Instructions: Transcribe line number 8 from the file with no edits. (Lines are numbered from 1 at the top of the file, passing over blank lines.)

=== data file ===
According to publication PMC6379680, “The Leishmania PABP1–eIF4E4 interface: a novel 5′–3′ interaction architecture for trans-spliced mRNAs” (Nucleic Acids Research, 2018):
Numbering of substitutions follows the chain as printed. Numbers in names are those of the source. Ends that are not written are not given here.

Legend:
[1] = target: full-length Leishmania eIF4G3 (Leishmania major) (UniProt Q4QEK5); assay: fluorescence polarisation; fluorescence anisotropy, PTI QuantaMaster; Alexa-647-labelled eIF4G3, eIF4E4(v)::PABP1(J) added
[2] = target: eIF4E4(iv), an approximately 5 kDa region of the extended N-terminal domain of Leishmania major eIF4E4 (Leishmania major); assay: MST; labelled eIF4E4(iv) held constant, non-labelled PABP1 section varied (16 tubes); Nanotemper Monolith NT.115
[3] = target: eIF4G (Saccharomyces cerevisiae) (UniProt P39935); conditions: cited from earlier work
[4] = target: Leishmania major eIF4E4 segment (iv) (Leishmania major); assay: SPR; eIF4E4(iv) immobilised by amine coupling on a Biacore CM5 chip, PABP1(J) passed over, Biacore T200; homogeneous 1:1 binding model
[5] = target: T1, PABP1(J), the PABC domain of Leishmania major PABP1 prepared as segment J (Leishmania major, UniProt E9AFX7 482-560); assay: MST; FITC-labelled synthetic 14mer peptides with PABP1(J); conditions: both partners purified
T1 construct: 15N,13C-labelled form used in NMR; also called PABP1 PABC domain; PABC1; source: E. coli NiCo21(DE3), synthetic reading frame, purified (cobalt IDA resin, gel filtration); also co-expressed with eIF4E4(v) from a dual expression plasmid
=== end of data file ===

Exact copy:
[5] = target: T1, PABP1(J), the PABC domain of Leishmania major PABP1 prepared as segment J (Leishmania major, UniProt E9AFX7 482-560); assay: MST; FITC-labelled synthetic 14mer peptides with PABP1(J); conditions: both partners purified